Criminals set fires to cover up ‘theft, burglary, or murder,’ officials say; Arson cases on the rise

For National Arson Awareness Week, officials urged vigilance after witnessing an uptick in fires set to conceal other crimes.

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Ohio State Fire Marshal urged people to remain vigilant after receiving reports that arsons were on the rise. What made it worse was that criminals were setting fires to cover up other crimes, a spokesperson for the Ohio Department of Commerce claimed.

“Arson is a destructive act, which involves setting fire to property, and can result in devastating consequences, including loss of life, property damage, and economic losses,” the spokesperson said. “Arson attacks have been carried out against individuals, businesses, and even entire communities.”

In 2022, 385 of the 953 fires, or 40 percent, were deemed arson, according to the State Fire Marshal’s Fire and Explosion Investigation Bureau, a law enforcement agency that investigated the origin and cause of a fire. This was an 18 percent increase from 2021.

In 2023, 147 of the 385 fires, or 38 percent, were intentionally set.

As a result, State Fire Marshal Kevin Reardon stressed the importance of reporting suspicious activity as National Arson Awareness Week went underway.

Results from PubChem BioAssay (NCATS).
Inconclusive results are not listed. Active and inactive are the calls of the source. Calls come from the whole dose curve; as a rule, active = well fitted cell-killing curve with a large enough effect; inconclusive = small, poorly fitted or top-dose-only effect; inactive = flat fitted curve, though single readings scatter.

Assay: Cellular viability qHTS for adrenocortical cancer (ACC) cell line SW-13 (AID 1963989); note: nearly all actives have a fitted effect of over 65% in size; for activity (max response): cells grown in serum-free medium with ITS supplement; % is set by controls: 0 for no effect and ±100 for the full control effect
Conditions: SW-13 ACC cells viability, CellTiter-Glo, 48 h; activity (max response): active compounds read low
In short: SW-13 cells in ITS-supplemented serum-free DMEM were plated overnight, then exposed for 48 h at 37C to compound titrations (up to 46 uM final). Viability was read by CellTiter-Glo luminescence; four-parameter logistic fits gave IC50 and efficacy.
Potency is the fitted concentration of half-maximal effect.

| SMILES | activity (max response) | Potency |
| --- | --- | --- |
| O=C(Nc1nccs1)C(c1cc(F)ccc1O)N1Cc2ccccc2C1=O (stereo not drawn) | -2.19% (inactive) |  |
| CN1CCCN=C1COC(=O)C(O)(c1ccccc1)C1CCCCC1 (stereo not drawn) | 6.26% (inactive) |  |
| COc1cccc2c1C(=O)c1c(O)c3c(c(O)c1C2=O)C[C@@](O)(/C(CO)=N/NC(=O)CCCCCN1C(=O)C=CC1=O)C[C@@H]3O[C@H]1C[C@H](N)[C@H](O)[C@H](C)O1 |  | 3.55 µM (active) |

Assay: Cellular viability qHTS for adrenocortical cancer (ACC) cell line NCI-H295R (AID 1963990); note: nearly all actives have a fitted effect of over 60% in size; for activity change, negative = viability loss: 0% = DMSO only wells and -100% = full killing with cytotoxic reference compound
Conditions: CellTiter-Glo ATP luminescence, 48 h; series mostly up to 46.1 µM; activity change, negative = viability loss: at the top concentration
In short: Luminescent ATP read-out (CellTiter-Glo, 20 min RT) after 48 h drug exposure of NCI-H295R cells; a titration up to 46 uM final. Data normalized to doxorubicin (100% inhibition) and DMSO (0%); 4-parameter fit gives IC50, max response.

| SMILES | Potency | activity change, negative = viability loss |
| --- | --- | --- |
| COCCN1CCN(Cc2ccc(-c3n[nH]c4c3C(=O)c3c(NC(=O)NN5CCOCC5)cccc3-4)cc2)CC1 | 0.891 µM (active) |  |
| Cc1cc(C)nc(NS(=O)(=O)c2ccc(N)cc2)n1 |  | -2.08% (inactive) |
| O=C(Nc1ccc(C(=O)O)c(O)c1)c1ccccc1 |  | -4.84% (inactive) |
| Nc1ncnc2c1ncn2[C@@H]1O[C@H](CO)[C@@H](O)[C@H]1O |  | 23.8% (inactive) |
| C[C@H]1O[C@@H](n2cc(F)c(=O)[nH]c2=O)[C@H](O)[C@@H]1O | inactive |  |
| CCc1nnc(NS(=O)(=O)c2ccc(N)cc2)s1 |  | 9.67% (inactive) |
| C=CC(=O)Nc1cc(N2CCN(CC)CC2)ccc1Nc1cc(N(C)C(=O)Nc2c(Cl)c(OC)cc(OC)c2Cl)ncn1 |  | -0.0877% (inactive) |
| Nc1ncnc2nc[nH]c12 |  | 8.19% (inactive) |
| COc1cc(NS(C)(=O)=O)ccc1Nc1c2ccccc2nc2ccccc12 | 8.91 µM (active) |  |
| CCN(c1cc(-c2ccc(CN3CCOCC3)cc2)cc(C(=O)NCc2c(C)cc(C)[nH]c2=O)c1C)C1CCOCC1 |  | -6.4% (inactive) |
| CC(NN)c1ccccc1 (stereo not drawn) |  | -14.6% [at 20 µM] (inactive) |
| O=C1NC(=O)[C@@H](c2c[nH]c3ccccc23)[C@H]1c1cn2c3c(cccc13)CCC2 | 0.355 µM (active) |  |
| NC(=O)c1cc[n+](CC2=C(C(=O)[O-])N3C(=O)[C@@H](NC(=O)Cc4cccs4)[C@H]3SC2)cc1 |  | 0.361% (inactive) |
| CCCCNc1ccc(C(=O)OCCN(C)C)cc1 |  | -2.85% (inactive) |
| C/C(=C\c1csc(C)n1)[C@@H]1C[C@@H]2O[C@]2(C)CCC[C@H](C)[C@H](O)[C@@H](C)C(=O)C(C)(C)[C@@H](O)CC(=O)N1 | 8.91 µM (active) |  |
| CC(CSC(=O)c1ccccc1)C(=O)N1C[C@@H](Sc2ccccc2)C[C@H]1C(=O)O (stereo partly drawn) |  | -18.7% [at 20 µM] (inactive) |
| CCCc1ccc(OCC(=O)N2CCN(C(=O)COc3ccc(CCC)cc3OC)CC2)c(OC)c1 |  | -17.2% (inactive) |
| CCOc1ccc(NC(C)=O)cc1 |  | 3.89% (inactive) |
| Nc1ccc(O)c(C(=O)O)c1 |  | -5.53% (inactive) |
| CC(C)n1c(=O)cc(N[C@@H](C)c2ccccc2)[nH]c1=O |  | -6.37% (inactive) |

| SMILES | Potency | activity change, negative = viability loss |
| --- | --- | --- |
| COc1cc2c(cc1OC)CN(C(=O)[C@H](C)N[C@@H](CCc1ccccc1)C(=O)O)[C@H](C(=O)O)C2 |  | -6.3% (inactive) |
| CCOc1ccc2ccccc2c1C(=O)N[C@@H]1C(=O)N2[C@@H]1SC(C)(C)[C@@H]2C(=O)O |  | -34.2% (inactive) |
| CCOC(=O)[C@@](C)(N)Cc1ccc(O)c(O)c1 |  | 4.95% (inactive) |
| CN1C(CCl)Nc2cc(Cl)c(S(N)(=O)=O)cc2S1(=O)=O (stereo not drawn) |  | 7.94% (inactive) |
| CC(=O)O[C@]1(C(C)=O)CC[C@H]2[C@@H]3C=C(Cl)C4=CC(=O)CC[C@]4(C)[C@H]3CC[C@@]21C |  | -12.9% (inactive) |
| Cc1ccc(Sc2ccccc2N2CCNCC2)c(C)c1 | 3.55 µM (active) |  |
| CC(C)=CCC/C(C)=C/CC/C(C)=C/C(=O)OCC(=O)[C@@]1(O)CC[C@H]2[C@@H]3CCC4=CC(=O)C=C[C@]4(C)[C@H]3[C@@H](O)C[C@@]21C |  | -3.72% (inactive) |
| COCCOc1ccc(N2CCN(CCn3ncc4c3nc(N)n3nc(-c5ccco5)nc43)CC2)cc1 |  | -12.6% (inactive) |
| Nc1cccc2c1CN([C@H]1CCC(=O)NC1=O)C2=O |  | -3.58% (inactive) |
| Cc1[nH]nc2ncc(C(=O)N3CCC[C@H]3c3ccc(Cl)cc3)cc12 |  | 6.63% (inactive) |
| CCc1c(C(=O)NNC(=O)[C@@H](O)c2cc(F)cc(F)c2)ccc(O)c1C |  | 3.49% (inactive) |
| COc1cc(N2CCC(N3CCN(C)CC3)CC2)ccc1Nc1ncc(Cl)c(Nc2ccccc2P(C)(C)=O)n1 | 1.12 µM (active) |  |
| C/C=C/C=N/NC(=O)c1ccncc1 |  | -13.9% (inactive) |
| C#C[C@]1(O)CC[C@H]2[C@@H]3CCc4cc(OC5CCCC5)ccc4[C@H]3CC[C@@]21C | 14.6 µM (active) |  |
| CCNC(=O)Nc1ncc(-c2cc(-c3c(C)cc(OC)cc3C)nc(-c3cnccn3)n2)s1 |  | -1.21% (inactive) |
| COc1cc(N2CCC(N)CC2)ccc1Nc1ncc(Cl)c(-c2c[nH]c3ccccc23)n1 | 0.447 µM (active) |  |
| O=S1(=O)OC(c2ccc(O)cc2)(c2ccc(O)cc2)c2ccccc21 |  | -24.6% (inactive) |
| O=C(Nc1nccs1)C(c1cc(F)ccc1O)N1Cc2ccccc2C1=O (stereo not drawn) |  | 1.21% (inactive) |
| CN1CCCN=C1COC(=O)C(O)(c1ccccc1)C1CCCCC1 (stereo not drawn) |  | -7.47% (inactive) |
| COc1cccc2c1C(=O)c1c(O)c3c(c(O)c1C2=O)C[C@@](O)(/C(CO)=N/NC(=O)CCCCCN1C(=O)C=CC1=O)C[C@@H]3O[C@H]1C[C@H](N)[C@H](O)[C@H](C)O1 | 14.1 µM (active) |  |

“The use of arson as a weapon of violence and crime concealment is a concerning trend,” Reardon said. “The economic impact of arson is staggering, with millions of dollars lost in property damage. We must raise public awareness of the dangers of arson and encourage individuals to report any suspicious activity.”

Officials believed that arson may have been on the rise because it was a criminal’s tool to destroy evidence of other crimes, such as “theft, burglary, or murder,” the spokesperson said. This made it more difficult for law enforcement to identify and prosecute those responsible.

However, the public’s reporting of these events could help catch criminals.

“Many arson cases have been solved by somebody sharing what they saw; even the smallest details can be just what our investigators need to get these individuals arrested and off the street,” Fire & Explosion Investigation Bureau Chief Josh Hobbs said.

The Blue Ribbon Arson Committee offered up to $5,000 for information leading to the arrest and conviction of a person responsible for arson.

Anyone with information was urged to contact the Ohio State Fire Marshal’s Office at 800-589-2728. More information could be found on their website.

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